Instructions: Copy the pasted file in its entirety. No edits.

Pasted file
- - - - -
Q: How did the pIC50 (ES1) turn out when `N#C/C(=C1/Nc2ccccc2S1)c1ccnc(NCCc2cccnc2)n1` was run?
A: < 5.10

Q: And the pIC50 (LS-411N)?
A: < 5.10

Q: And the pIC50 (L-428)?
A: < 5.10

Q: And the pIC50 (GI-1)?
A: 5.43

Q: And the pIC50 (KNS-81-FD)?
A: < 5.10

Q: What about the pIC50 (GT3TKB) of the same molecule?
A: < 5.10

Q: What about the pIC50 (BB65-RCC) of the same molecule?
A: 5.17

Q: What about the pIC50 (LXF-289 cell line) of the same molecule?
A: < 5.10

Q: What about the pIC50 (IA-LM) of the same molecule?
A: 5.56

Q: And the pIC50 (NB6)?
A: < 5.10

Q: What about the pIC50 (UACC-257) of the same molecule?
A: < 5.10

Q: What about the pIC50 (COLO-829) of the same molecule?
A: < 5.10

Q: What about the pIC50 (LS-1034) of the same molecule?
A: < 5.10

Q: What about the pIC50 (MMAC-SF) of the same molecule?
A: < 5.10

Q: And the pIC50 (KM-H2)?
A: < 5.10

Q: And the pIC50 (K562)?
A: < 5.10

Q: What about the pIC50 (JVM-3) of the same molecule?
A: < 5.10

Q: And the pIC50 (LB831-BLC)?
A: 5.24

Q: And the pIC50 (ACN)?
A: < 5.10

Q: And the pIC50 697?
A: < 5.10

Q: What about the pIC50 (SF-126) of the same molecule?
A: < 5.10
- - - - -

Q: How did the pIC50 (ES1) turn out when `N#C/C(=C1/Nc2ccccc2S1)c1ccnc(NCCc2cccnc2)n1` was run?
A: < 5.10

Q: And the pIC50 (LS-411N)?
A: < 5.10

Q: And the pIC50 (L-428)?
A: < 5.10

Q: And the pIC50 (GI-1)?
A: 5.43

Q: And the pIC50 (KNS-81-FD)?
A: < 5.10

Q: What about the pIC50 (GT3TKB) of the same molecule?
A: < 5.10

Q: What about the pIC50 (BB65-RCC) of the same molecule?
A: 5.17

Q: What about the pIC50 (LXF-289 cell line) of the same molecule?
A: < 5.10

Q: What about the pIC50 (IA-LM) of the same molecule?
A: 5.56

Q: And the pIC50 (NB6)?
A: < 5.10

Q: What about the pIC50 (UACC-257) of the same molecule?
A: < 5.10

Q: What about the pIC50 (COLO-829) of the same molecule?
A: < 5.10

Q: What about the pIC50 (LS-1034) of the same molecule?
A: < 5.10

Q: What about the pIC50 (MMAC-SF) of the same molecule?
A: < 5.10

Q: And the pIC50 (KM-H2)?
A: < 5.10

Q: And the pIC50 (K562)?
A: < 5.10

Q: What about the pIC50 (JVM-3) of the same molecule?
A: < 5.10

Q: And the pIC50 (LB831-BLC)?
A: 5.24

Q: And the pIC50 (ACN)?
A: < 5.10

Q: And the pIC50 697?
A: < 5.10

Q: What about the pIC50 (SF-126) of the same molecule?
A: < 5.10